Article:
Since the start of the COVID-19 pandemic, various multilateral institutions have provided sobering reports of the damage inflicted by the pandemic on Caribbean economies and societies. Pienknagura, Roldos & Werner (2020) in an International Monetary Fund (IMF) blog post of October 2020 noted that although the region had been relatively successful at managing the virus spread, our countries were the hardest hit economically because of their heavy dependence on tourism for economic activity and employment. The authors likened the sudden stop in tourist arrivals and local lockdowns to ‘a cardiac arrest to their economies’. The IDB has also noted the high social costs of the pandemic, which has led to job losses and increases in inequality. In short, the pandemic has reversed many of the development gains the region has realized.

In order to rebuild for resilience post-COVID-19, domestic and foreign private foreign capital inflows must supplement increasingly constrained public revenue sources. Rising unemployment and a growing informal sector have caused a declining tax base. In Barbados, whose GDP contracted nearly 18% in 2020, personal and corporate tax receipts declined over the review period, according to the latest Central Bank of Barbados Report. This means that Governments are further unlikely to be able to finance capital works projects and spending on social and economic recovery programmes through taxes alone. Barbados is currently in an IMF-sponsored homegrown Barbados Economic Recovery and Transformation (BERT) programme which has unlocked some multilateral financing it otherwise would not have been able to access. However, what about those countries which lack this option?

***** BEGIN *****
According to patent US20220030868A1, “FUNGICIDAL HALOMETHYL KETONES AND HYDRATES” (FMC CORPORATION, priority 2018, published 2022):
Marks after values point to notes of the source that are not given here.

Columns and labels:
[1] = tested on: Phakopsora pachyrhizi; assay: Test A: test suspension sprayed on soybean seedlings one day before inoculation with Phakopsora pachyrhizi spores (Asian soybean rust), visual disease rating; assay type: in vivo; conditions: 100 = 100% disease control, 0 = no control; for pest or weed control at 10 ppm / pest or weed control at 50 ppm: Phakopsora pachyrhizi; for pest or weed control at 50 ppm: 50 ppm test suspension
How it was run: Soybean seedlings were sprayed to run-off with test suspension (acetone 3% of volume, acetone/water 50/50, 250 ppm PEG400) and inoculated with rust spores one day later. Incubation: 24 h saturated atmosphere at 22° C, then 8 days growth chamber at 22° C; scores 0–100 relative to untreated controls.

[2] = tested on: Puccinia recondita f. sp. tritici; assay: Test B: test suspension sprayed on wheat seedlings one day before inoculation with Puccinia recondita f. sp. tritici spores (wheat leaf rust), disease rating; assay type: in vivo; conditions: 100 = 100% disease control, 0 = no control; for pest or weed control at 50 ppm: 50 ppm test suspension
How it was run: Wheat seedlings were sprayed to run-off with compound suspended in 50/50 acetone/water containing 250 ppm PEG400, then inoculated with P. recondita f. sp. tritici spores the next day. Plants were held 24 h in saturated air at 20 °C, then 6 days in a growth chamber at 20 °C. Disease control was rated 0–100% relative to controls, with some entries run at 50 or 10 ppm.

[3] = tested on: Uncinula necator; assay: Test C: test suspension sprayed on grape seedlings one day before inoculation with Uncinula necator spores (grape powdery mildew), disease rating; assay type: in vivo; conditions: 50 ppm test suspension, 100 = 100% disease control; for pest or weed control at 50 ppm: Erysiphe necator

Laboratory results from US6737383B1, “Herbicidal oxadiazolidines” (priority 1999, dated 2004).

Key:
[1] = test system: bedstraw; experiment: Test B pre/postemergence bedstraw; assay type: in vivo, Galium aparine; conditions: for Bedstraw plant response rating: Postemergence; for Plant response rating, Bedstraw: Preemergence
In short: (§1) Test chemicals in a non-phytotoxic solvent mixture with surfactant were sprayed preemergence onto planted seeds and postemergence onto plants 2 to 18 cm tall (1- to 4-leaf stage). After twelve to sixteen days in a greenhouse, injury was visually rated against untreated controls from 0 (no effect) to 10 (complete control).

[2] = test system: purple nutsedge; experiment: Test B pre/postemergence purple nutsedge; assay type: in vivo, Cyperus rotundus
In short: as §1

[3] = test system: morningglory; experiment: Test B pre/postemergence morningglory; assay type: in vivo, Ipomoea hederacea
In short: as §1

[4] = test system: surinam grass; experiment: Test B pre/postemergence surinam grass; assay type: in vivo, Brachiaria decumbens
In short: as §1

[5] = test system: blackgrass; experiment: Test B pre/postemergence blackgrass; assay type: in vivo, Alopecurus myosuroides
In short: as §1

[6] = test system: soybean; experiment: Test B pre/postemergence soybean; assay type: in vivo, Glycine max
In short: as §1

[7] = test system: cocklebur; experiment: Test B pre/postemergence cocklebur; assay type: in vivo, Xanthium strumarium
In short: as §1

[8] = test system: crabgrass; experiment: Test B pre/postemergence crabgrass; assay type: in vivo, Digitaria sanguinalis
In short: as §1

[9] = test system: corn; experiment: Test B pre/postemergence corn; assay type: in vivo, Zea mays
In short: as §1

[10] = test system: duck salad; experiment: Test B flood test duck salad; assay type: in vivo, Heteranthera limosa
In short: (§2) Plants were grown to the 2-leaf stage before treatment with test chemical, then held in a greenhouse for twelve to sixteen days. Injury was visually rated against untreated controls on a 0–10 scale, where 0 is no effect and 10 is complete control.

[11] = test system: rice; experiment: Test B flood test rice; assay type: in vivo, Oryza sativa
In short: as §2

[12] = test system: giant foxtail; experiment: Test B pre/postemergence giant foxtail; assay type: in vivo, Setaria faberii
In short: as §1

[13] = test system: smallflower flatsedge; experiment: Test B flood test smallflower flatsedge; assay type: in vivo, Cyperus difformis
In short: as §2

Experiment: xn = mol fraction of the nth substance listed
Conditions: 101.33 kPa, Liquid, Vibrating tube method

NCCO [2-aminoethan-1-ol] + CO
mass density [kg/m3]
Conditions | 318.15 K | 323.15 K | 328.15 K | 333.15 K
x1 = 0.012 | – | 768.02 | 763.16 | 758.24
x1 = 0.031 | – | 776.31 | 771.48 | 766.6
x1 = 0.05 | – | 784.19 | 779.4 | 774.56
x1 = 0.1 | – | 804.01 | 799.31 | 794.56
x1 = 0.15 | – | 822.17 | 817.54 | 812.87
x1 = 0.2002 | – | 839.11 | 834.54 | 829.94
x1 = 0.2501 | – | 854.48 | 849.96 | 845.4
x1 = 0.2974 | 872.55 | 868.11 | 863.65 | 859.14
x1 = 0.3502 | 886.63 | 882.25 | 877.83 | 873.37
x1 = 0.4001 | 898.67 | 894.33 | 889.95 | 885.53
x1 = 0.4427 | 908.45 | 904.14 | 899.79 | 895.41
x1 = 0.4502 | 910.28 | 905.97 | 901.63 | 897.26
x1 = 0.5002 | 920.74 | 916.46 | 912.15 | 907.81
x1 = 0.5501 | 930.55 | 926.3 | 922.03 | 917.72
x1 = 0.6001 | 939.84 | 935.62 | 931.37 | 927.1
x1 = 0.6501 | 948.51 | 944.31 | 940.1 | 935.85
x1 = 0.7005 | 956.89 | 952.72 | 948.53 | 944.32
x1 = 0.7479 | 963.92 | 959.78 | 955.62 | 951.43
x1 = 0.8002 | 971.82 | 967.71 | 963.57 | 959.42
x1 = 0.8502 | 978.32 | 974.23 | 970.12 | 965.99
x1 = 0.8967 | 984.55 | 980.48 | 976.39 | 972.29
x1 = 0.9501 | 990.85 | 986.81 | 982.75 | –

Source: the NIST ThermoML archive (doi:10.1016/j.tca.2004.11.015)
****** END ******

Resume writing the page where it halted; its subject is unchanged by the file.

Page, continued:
Borrowing is also not a particularly attractive option for many fiscally-constrained Caribbean countries. The macroeconomic fundamentals of many of our countries, including the high debt to GDP ratios, make borrowing at preferential rates unrealistic. Borrowing also adds to a country’s debt burden. Every dollar spent on debt-servicing is a dollar that could be spent on social programmes and capital works programmes that benefit the population. This is further compounded by many Caribbean countries’ ineligibility for most concessional financing and official development assistance (ODA) due to their classification as middle income or in some cases, high income countries on an income per capita basis. More recently, the press release for an upcoming Caribbean Development Bank (CDB) report revealed that all, but one (Guyana), of its Bank Member Countries (BMCs) registered double-digit declines in GDP. Moreover, all, except Guyana, saw an increase in their debt to GDP ratios, with the regional debt-to-GDP average rising from 66.5% to 79.5%.

Increasing FDI inflows is the more attractive option for stimulating greater capital inflows. However, UNCTAD’s data estimates a 40% decline in global FDI flows, which means there will be increased competition by countries for a smaller pool of capital. The most competitive countries will be those most attractive to investors for their ease of doing business. Jamaica, ranked 71, is presently ranked as the easiest Caribbean country in which to do business and ranks 6th on the ‘Starting a Business’ indicator. While no CARICOM country ranks within the top fifty countries on the World Bank’s Doing Business Index, some small States have done well. Mauritius, for example, ranks 13th, Taiwan (15th), Iceland (26th) and Cyprus (54th). Clearly, therefore, CARICOM countries can do better.

Applying Lewis’ model to the COVID-19 conundrum

Lewis’ model, though criticized by many, bears much relevance for the current situation facing Caribbean countries today where investment is needed for the stimulation of investment activity, jobs and foreign exchange. However, there are some important differences.